VoIP is like any business technology, if we are poor managers of technology, we might be a poor manager of a phone system in a VoIP environment. You have to pay attention, just as you do with any other technology. If you use questionable or problematic Internet service, then you will have questionable or problematic phone service as well.
A lot of it depends on the provider that you choose. The VoIP environment has been a little volatile. Some entities want to become a phone company overnight without realizing the impact they can make on a customer by not providing a quality service or not understanding the market properly. It takes a history and understanding of the traditional telecom world to do well in the VoIP market.
If you’re going to choose this type of technology, you have to do the research. There are plenty of VoIP providers available online, but I’m a big believer in working with a local company that is close and can support you. You don’t want to have to buy service from a company in Denver that is down due to a power outage or snowstorm while you’re still working and trying to do business.
What advice would you give about implementing VoIP solutions?
We have three areas that we really stress to new customers. First, it’s crucial to select the right hardware. Some people believe they can go with inexpensive voice equipment. However, quality hardware on a quality network really makes a difference to the end user’s experience.
Training is also very important. We have a staff of trainers that help with the implementation of a new phone system to ensure that everyone knows how to use it when it’s launched and that they have the proper resources. Finally, there should be a go-to team available if any problems are encountered once the technology is implemented.
How can VoIP translate into increased productivity?
Let’s say you have an office in Cleveland, an office in Kansas City and an office in Florida. With VoIP we can tie these together like they are one. With traditional telephony you can’t easily do that. Also, you can work with one provider so you have one telephone company and one bill for as many locations as you have. Finally, the upgrades, additions and changes that are made for the phone system are service-driven so you don’t have to buy a phone system every 10 years, or live with outdated technology until you can afford it.
Why is investing in new technologies like VoIP so important?
If your organization is going to run on antiquated equipment, then you are going to be an antiquated business in about five years because technologies change so often. What is big with VoIP today is not going to be the same thing that drives people in five years. We see the growth of mobile phones being integrated into VoIP today. Five or six years ago, we didn’t even have that on the radar. Most people thought that VoIP would just replace landlines. Now companies have field teams that are armed with smart phones but still need a VoIP system so they look like legitimate enterprises, rather than giving everyone’s cell phone number to do business.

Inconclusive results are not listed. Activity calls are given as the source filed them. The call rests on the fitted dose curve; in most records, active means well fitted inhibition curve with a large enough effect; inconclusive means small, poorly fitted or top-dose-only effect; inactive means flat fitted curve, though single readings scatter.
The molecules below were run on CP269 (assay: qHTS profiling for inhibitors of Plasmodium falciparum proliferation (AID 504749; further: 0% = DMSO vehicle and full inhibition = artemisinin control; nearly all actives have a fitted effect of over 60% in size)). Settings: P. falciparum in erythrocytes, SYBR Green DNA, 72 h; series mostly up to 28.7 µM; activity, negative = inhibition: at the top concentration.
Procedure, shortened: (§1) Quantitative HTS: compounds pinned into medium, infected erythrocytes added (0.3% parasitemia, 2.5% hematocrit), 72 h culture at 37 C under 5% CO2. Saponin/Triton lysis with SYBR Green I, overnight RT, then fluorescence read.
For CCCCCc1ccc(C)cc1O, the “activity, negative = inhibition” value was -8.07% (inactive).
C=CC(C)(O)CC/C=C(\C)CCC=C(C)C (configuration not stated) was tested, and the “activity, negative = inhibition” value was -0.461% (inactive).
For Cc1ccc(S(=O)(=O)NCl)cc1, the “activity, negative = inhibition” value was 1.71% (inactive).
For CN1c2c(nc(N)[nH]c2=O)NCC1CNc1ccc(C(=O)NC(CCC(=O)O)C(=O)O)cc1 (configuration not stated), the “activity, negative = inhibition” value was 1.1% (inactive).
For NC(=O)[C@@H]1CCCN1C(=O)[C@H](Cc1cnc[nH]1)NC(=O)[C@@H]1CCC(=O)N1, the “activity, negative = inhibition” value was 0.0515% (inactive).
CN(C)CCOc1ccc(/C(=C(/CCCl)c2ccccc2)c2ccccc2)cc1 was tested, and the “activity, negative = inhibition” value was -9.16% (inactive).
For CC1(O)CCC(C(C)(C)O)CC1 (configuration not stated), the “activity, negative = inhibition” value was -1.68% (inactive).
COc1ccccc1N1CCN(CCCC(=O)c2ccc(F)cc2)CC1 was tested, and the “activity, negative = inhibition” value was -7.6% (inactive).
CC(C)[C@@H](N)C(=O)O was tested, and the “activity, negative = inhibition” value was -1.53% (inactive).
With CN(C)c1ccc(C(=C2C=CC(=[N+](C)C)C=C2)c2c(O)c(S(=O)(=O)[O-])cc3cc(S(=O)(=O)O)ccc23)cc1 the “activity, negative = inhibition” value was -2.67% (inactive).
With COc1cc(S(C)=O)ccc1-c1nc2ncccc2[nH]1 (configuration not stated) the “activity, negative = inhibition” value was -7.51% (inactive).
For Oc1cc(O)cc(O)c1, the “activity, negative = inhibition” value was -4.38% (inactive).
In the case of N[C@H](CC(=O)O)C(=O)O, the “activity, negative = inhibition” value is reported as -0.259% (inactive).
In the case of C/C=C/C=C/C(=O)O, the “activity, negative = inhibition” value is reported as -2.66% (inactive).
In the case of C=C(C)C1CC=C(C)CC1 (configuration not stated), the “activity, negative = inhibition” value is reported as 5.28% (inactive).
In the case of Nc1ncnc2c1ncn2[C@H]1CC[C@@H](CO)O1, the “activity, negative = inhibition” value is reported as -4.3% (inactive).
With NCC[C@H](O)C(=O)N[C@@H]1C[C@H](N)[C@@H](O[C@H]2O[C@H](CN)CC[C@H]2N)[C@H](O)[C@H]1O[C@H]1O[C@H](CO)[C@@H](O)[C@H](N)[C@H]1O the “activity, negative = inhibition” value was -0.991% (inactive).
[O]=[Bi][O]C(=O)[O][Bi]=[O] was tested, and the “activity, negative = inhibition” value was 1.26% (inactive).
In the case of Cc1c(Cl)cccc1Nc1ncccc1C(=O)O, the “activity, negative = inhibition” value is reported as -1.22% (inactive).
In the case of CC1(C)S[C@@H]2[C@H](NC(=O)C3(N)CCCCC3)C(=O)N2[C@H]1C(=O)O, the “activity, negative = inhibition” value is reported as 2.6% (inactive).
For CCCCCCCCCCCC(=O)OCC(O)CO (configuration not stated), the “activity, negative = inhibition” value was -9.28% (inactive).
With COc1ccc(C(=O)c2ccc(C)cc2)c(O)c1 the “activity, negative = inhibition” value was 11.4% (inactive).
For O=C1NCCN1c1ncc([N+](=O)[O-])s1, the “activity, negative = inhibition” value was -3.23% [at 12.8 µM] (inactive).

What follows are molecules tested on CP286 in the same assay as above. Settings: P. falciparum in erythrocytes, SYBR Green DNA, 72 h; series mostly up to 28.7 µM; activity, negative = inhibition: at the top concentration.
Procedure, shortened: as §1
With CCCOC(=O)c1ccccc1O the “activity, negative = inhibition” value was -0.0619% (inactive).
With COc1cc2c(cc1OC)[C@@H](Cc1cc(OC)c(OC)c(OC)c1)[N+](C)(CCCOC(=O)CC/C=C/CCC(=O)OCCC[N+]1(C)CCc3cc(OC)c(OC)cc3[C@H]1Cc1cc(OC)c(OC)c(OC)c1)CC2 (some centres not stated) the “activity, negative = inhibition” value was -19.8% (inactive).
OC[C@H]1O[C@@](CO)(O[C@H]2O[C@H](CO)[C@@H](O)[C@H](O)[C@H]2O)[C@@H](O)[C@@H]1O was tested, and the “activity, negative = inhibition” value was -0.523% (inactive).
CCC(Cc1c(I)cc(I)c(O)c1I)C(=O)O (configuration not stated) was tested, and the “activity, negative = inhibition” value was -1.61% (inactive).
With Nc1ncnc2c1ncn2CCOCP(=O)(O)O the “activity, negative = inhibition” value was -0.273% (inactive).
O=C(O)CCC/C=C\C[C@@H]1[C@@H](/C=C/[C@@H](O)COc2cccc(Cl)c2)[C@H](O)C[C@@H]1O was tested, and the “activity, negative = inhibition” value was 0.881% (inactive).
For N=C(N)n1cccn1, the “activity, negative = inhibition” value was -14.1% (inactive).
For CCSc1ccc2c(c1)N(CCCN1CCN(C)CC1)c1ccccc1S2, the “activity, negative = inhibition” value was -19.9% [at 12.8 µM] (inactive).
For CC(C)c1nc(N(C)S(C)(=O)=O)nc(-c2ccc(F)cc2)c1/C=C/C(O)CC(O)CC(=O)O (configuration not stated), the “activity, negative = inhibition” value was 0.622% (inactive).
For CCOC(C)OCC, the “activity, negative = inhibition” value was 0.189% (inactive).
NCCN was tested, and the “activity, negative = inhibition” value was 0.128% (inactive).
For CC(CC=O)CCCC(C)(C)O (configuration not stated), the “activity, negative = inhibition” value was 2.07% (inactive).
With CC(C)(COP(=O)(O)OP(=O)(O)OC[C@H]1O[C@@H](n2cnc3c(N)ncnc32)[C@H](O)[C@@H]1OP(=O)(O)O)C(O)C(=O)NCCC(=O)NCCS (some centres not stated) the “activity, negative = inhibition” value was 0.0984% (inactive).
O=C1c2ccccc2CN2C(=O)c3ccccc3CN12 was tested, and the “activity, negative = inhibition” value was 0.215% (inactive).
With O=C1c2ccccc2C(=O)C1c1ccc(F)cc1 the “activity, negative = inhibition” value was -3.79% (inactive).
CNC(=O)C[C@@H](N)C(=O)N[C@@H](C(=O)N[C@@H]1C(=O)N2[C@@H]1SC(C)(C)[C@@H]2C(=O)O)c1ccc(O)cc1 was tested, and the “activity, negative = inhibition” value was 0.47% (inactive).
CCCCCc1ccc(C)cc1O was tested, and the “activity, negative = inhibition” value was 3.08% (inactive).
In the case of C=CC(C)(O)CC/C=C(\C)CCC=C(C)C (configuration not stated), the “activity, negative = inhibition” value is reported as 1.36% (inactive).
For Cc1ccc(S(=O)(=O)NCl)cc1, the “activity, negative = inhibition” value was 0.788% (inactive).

Alex Desberg is a twenty-year veteran of launching and marketing Internet technology. Most of his technology tenure has been with regional and national providers. At Ohio.net, a wholly owned subsidiary of Doylestown Communications, Desberg has been the development spearhead of a mature VoIP product line designed for business application and brings his support and knowledge to the B2B environment.
Insights Telecommunications is brought to you by Ohio.net
In the face of a stifling economy, many companies have focused on cutting costs as a means to improve profits. Such measures, however, don’t stand the test of time. Inevitably, quality goes down, as do sales over the long haul.
In the technology realm it is more important than ever for business leaders to invest in new platforms and cater to customers’ needs. According to Steve Carter, president and CEO of ii2P, the market has spoken and they are asking for small and medium-sized businesses (SMB) to provide self-service platforms.
“Our clients that truly have self-service platforms are seeing overwhelming results,” he says.
Smart Business spoke with Carter about issues SMB leaders currently face, the importance of investing in self-service models, and the rewards that can be reaped.